Roughbark Maple or Three Flowered Maple Acer Triflorum

British Grown
Volume 1+
Price per plant £312.50
Price £312.50

All prices include VAT

Product description

ACER TRIFLORUM - Roughbark Maple or Three Flowered Maple

Characteristics

This relatively rare, small tree is underused in gardens as it has some wonderful qualities. A bushy tree that will grow slowly to 8m (25ft) high with a spread of 6m(20ft).  It is not dissimilar to and a close relative of Acer Griseum.  Its three lobed leaves produce a consistently stunning autumn colours of orange and red. As the name would suggest the light brown to cinnamon-red bark peels off on in vertical strips giving the impression of having vertical strips.

Where to grow

It will grow well in either full sun or partial shade on any aspect. It will grow in all but the worst of soils, though it does very well on moist, rich, free draining soil.  

Did you know?

Native to China and Korea, this tree is rarely found in Europe outside of arboretums and collections. The reason for this seems to be the parthenocarpic (The production of fruits without fertilisation) tendencies of the plant. This means that propagation can be tricky, with most of the seed unviable. 

Mature height
Small - 5-10 metres
Spread
5-10 meters
Shape/habit
Round Headed
Growth rate
Very Slow
Soil type
All soil types
Sun levels
Full sun
Partial shade
Difficulty/hard to grow
Medium
Evergreen/Deciduous
Deciduous
Season of interest
Autumn
Winter
Autumn colour
Orange
Red
Yellow
Leaf
Green
Foliage
Small leaves
Flower colour
Yellow
Flowering month
April
Peeling bark?
Yes
Uses
Garden Tree
Small garden Tree
City/Urban Sites
Suitable for Containers
Suitable for Patio

Aftercare

Pruning Acer Triflorum      

Acer triflorum has a wonderful stem that, with early training, will be displayed well for your enjoyment. Once established keep pruning to a minimum; only removing young growth.

Damaged and diseased stems should be removed as soon as you spot them. Remove the stems fully, ensuring you make a clean cut that is flush with the main stem.

What time of year should I prune?  Prune in winter (November to January) when the plant is dormant. Acers will bleed sap if pruned too early

For the continued healthy growth of your trees, shrubs or hedging it is vital that you follow the advice below.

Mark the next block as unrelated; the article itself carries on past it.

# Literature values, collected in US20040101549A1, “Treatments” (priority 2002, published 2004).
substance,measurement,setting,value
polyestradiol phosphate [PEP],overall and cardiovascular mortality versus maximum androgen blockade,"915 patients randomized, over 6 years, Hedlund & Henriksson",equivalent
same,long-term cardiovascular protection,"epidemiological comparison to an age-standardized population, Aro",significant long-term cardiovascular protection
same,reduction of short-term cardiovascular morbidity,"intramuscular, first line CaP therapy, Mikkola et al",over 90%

Watering

The main reason that plants die within 12 months of having been planted is lack of water.  It is essential throughout the spring and summer, to give a heavy enough watering to enable the water to penetrate right down to the deepest root level of the tree.  In hot dry spells give the equivalent of 2 bucketfuls every three days.

Weed Control

One of the most common causes of lack of water is competition from grass.  When trees are first establishing, the grass roots would be at the same level as the tree roots and are far more efficient at taking up water and thus choke the tree.  It is vital for 3 years after planting that your tree or hedge has a circle or strip one  metre wide completely free of grass.  The way to eliminate grass in order of effectiveness is:

  1. Spray off the grass with a glyphosate based weed killer such as Roundup.  Apply each year for the first 3 years.  It is best applied when the tree is dormant as it is absorbed through green leaves and kills the plant off at the roots.
  2. Firmly fit a mulch mat around the base of the tree by tucking the edges into the soil and put a thick layer of bark mulch on top of this.  This can be done after the initial spraying with glyphosate and should avoid the need for further spraying.

Mowing or strimming is NOT an answer to the problem.  Each time you mow, the grass will grow back more vigorously and strimming invariably leads to lacerated trunks.

Staking

If trees are not correctly secured they will rock in the planting pit. Roots not firmly in contact with the soil are unable to take up moisture and nutrients, resulting in die back or death of the tree.  Check, particularly after windy weather, that stakes are still solidly in the ground keeping the base of the trunk firm.  The purpose of the stakes is to anchor the roots.   Flexing in the wind, higher up the trunk, is not necessarily a problem if the roots are firm.

Bellow is list of the correct system to use to secure your trees.

  • 40/60, 60/80, 80/100 whips - Unless rabbit/deer problem no need to stake.
  • 100/125, 125/150  1.2m Cane and Easi tie.
  • 150/175  1.2m square stake and a buckle tie and spacer.
  • 175/250, 6/8, 8/10 15L 1.65 Tree stake and a buckle tie and spacer.
  • All larger trees. 2 x 1.65 Tree stake and cross rail with 38mm cushion spacer and 1m of 38mm strapping.

Ties

Always use our recommended tree ties or strapping.  These are designed and manufactured with the correct amount of give to hold the tree firm without strangling it. They should be checked at the end of each growing season for adjustment as the trunk thickens.  Non proprietary materials such as baler twine will cut into the bark and should not be used.

Protection from Animal Damage

Rabbits, deer, sheep, cattle and horses can all potentially damage trees.  Ask us for advice on the most appropriate guards for your trees or hedge.  Squirrels are also a terrible pest when trees get to about 20ft tall but there is no protection available.

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